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Author Miller, Christian B., author
Title Character and moral psychology / Christian B. Miller
Imprint Oxford ; New York, NY : Oxford University Press, 2014
©2014
book jacket
LOCATION CALL # STATUS OPACMSG BARCODE
 Ethnology Library  BF818 .M43 2014    AVAILABLE    30520020788809
 Euro-Am Studies Lib  179.9 M6129ch 2014    AVAILABLE  -  30500101496720
 人文社會聯圖  BF818 .M43 2014    AVAILABLE    30660020133935
Edition First edition published in 2014
Descript xiv, 269 pages : illustrations ; 24 cm
text txt rdacontent
unmediated n rdamedia
volume nc rdacarrier
Note Includes bibliographical references (pages 241-265) and index
Part I, The mixed trait framework ; 1. The conceptual background -- 2. The framework of mixed traits -- 3. Illustrating the framework : cheating --Part II, Engaging other frameworks ; 4. Situationism -- 5. The CAPS model -- 6. The big five -- Part III, Applying the framework ; 7. Errors about character? : some implications for meta-ethics -- 8. Trouble for virtue ethics? : some implications for normative ethics -- Part IV, The next step ; 9. Looking forward
Philosophers and psychologists have been hard at work trying to unlock the mysteries of our characters. Unfortunately, their answers have been all over the map. According to one position, every single person has all of the moral virtues, such as modesty and compassion, although to varying degrees. Yet according to another position, no one has any character traits at all since they are simply illusions and do not exist. Hence not one person is honest or compassionate or courageous. And between these extremes, there are plenty of intermediate views. Christian B. Miller argues that not one of these leading positions accurately reflects what most of us are like today. He explores the implications of the Mixed Trait framework-a theory of moral character developed in his previous book, Moral Character : An Empirical Theory. Mixed traits have both morally positive aspects (hence they are not vices) along with morally negative aspects (hence they are not virtues). Miller engages with the other leading positions on the empirical nature of character: situationism, the CAPS model, the Big Five model, and the local trait model. He goes on to apply the Mixed Trait framework to several important topics in ethics, especially the development of an error theory about judgments of character and the challenge faced by virtue ethics from the widespread lack of virtue. --Publisher's website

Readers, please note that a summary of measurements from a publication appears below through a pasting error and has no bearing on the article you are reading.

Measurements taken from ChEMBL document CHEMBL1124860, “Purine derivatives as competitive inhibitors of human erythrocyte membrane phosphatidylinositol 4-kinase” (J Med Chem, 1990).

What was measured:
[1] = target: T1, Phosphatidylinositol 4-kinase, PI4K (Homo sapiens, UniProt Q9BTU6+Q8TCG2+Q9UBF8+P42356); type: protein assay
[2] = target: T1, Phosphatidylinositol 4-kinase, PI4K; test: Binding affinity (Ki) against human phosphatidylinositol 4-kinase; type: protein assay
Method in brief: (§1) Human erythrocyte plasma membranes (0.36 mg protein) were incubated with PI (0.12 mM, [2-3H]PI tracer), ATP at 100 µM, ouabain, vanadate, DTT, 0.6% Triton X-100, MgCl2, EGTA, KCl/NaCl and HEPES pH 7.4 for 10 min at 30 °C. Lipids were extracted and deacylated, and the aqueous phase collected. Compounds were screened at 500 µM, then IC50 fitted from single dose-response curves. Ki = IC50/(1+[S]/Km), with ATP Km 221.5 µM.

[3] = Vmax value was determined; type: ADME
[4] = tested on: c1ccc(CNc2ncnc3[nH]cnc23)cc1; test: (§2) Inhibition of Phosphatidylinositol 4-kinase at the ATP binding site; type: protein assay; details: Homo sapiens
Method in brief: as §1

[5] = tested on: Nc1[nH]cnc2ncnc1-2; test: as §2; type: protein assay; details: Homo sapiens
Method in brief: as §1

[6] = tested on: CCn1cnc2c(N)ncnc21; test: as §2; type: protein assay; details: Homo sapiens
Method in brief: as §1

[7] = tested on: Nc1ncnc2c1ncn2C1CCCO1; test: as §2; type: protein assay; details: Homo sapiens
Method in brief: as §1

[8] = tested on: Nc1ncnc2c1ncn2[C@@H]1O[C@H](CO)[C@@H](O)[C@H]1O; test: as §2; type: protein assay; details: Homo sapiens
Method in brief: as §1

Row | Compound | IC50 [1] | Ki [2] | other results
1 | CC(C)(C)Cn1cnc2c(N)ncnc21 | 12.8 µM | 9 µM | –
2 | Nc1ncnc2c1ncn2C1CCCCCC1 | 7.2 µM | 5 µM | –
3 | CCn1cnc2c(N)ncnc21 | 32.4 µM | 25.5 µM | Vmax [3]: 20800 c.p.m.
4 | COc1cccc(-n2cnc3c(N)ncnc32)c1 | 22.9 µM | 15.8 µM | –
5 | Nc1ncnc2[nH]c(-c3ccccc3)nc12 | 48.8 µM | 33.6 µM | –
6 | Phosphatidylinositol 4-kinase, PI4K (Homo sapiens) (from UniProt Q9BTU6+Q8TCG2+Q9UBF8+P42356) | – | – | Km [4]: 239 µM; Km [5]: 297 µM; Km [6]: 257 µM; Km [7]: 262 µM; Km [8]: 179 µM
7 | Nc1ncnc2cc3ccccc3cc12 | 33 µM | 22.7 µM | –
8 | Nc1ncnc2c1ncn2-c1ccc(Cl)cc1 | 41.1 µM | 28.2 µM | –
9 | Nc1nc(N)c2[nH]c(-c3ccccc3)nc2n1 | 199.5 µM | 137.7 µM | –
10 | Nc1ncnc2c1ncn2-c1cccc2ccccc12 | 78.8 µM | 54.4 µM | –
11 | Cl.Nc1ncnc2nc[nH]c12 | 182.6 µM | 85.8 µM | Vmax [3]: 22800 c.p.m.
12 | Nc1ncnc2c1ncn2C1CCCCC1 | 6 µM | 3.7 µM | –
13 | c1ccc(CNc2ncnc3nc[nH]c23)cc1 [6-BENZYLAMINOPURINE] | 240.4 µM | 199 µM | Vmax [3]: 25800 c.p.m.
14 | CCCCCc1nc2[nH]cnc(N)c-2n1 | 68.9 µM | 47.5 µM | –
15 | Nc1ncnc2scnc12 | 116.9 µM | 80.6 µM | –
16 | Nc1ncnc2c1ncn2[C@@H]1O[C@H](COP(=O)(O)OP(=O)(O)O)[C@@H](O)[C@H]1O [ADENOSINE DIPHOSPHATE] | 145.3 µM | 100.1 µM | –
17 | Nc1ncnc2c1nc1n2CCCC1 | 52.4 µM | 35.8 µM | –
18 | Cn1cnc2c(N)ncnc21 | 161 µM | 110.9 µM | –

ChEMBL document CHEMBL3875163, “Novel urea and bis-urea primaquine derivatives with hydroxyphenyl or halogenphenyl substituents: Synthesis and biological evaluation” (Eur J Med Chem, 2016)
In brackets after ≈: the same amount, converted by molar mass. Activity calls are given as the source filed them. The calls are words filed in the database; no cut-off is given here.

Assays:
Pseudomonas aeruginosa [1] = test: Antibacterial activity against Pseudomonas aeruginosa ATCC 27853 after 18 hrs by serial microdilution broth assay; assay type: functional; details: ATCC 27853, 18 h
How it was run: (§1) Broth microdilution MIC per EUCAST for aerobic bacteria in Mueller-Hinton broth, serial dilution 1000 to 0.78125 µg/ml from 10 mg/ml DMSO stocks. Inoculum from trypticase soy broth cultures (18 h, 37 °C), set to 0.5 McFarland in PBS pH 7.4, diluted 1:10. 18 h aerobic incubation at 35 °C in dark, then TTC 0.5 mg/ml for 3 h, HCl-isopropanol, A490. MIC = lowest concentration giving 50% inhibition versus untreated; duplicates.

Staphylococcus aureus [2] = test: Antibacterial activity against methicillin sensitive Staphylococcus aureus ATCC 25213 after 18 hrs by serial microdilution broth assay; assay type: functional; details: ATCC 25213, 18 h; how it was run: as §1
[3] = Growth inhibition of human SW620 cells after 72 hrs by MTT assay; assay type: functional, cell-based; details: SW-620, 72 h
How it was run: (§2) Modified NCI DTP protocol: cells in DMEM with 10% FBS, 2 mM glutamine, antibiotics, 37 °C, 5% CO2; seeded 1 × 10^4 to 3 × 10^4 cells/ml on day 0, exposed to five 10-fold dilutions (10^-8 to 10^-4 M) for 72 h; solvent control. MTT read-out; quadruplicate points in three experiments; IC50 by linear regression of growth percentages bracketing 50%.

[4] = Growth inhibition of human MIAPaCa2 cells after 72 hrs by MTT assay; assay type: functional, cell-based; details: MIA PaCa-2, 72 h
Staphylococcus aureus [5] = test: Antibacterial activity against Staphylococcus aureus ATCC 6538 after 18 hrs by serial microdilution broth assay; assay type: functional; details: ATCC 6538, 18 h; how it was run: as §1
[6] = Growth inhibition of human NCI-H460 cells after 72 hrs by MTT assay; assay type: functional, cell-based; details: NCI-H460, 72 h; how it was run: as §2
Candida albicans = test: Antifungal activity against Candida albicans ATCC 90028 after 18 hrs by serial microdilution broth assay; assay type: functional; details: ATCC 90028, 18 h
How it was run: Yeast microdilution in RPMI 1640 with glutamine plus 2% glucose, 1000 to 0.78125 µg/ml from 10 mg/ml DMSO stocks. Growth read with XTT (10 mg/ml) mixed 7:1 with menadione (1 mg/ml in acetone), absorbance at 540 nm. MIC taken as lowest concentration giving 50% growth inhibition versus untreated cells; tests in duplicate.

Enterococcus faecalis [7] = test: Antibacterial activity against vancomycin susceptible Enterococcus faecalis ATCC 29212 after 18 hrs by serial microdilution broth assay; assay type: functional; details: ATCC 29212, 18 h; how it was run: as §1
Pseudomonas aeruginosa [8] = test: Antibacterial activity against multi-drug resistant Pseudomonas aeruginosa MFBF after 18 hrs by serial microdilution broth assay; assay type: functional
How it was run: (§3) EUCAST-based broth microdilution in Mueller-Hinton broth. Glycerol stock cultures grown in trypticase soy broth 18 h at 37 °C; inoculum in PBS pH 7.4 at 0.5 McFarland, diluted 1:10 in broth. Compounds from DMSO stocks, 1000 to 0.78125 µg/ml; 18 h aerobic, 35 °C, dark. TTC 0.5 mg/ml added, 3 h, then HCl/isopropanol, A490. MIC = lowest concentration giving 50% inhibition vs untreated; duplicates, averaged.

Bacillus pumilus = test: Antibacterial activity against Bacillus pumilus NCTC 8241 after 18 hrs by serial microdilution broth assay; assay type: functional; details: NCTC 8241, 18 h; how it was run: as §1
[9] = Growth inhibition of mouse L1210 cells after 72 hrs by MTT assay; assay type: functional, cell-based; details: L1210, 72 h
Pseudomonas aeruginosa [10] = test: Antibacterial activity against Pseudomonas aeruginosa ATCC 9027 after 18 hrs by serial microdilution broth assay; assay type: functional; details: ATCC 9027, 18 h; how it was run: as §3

Subject Character
Virtue
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